Wearable technology is everywhere, including pro sports. European soccer leagues have long tracked the stats of players including total distance run, shot speed and the distance of a free kick to the goal through a series of cameras positioned around the pitch. The MLB debuted a similar approach to stat tracking earlier this year. And the newest league to follow this stat-tracking trend is the NFL, which in the 2015 season will be equipping players with RFID tags, welcoming a new era in professional sports data.
The sensors and RFID readers, or radio-frequency identification chips, are manufactured by Zebra Technologies, a massive global company that has offices in 26 countries and recorded over $1.6 billion in total revenue in 2014. The Lincolnshire, Illinois company partnered with the NFL in the 2013 and 2014 seasons for a limited trial of the technology, and received a full-time contract for every game in the 2015 season. The company has a background in industrial manufacturing; the system started out life in retail applications, supply chain applications, health care and even schools. The system was also implemented by Michael Waltrip Racing in NASCAR for use in practice as well as tracking the performance and efficiency of pit crews.
The RFIDs, which are roughly the size of a quarter, will be installed in the shoulder pads of every player. That makes for a lot of sensors: With two per every one of 1,696 players, 3,392 RFID sensors in total. With this many sensors being implemented, durability and battery life were certainly concerns. “We house it in a piece of plastic that is super durable. Not only are they hit on the field, but they are, interestingly enough, [able to be] washed and dried,” said Jill Stelfox, Vice President and General Manager of Location Solutions for Zebra Technologies. Their track record last season, in terms of durability, was impressive. “In our case last year, we didn’t have one tag that cracked because of a hit or [that] died in the dryer,” Stelfox added. The tags’ batteries are designed to last the full season. To prolong battery life, Zebra Technologies installed an activator over every locker room door in every NFL stadium. The activator reads the tags as players walk underneath it. “So when you come out during warm-ups it turns on your tags, and when you go back at the end of the game it turns your tags off,” said Stelfox. “We didn’t replace a battery last year.”
The RFIDs will ping 22 sensors placed around the stadiums, giving Zebra Technologies the player’s location within six inches. This accurate positioning system starts with a simple latitude and longitude coordinate, which then allows for new stats to be compiled, including speed, distance, acceleration and jump height. These new stats could assist team management in player evaluations, giving them access to information that was previously unavailable. Coaches and fans will, for the first time, be able to see hard stats with data like how far away a receiver is from his defender at any point during a play, or how fast a player is running and his total yardage covered. This type of real-time game data is unprecedented in professional sports. It will also be used during TV broadcasts as data points and infographics that will provide spectators unprecedented access to the metrics of players on the field. “This is the first time that wearable sensors are used to broadcast information in real time in a game,” said Stelfox.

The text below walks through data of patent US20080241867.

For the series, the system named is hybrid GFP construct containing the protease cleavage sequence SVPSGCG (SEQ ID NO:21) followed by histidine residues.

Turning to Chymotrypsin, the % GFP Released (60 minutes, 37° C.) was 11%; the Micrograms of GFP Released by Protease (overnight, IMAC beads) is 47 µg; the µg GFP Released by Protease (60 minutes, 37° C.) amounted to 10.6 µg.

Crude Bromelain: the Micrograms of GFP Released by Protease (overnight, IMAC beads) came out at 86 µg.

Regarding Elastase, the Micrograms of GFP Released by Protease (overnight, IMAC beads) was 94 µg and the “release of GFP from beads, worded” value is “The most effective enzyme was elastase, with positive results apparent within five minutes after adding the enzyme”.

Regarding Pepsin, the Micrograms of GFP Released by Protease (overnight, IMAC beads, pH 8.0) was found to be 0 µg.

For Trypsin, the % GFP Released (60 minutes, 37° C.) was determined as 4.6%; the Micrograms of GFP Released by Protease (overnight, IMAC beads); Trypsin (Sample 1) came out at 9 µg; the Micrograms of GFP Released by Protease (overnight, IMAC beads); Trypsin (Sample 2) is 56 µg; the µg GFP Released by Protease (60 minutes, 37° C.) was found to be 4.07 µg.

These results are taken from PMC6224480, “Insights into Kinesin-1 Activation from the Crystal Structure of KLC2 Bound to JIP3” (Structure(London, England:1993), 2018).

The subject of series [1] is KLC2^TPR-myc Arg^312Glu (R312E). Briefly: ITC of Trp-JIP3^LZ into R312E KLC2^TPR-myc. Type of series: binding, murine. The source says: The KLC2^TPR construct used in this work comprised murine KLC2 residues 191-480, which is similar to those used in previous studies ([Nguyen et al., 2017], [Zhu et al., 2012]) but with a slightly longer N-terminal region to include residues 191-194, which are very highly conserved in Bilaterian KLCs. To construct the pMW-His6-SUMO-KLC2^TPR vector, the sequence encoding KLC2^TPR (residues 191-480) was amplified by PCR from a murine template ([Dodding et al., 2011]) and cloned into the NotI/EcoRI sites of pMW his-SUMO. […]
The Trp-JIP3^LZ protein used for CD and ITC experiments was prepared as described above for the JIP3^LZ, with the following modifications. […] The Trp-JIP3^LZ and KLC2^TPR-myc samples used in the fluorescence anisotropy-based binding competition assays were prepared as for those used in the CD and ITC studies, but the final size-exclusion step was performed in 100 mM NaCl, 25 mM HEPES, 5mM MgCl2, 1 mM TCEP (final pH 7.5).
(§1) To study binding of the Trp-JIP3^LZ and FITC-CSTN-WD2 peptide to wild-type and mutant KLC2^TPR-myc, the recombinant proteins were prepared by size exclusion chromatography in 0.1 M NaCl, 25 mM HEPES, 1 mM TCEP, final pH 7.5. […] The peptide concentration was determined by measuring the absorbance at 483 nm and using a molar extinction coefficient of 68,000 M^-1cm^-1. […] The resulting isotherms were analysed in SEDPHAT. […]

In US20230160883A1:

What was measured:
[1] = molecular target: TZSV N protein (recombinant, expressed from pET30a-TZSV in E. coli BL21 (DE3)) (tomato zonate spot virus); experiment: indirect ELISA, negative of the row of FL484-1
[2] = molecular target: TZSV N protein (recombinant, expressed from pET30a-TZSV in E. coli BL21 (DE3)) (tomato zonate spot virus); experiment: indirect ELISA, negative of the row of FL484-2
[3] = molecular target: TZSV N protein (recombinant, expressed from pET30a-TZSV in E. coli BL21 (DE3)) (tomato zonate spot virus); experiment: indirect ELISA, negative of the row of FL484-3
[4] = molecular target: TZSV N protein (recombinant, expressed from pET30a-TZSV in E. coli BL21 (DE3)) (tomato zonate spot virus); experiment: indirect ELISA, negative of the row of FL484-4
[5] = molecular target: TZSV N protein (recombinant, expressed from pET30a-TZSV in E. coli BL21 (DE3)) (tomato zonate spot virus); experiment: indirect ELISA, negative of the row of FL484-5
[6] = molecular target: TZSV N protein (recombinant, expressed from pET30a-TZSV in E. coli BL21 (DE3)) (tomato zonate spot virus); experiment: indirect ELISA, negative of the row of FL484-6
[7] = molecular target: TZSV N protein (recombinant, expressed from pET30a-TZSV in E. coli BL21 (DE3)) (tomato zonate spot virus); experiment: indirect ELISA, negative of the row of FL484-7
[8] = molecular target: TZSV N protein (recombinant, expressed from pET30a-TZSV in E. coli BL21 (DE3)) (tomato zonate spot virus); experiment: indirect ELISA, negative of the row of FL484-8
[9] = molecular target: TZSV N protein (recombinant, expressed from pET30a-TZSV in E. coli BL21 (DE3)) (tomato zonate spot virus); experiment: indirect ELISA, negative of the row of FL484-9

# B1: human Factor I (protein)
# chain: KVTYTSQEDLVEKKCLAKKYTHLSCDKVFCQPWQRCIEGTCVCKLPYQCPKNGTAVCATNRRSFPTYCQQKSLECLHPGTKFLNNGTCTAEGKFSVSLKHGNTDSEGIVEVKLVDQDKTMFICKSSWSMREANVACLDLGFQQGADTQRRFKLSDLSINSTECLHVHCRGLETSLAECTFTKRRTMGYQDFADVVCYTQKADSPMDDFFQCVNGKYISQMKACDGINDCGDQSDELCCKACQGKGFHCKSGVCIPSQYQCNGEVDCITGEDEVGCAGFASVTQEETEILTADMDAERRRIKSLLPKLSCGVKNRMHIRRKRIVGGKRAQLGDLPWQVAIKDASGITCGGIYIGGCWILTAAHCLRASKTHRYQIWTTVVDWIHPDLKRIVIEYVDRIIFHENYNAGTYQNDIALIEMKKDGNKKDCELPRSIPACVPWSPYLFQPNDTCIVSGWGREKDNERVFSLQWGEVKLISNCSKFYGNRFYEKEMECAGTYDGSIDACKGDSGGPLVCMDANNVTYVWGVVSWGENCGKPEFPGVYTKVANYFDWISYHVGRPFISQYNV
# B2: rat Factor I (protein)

At first glance, many could see this new cache of stats as being unlocked potential for fantasy football leagues. But Vincent Verhei, contributor to Football Outsiders, isn’t so sure. “Until we get a few years of data to analyze, it’s hard to say how useful any of that data would be,” he said. Verhei doesn’t see the stats being useful unless points start being awarded to players for superfluous statistics. “Unless fantasy leagues start giving points for miles per hour each player runs or something, I can’t really think of much impact they would have in fantasy football,” he added.
But Blaine Blontz, NFL correspondent for Fantasy Pros, sees the possibility of stats affecting fantasy football leagues in the future. “Since it’s positive for the game, we do anticipate there being a trickle-down effect,” he said. “If it helps with the on-field product, and the analysis available for individual players, there would likely be a positive impact on the fantasy football community.”
Despite the lack of influence these stats may have on fantasy football this season, Stelfox says the importance of the new trackers all comes down to the fans. “The NFL did this because of the fans, and that’s who is getting the information first. Last year for example, we showed on television JJ Watt intercepting a pass and then running at 19.9 mph. That became the topic of conversation. Who knew that guy could run that fast for as big as he is?” In short: incredible plays, incredible metrics.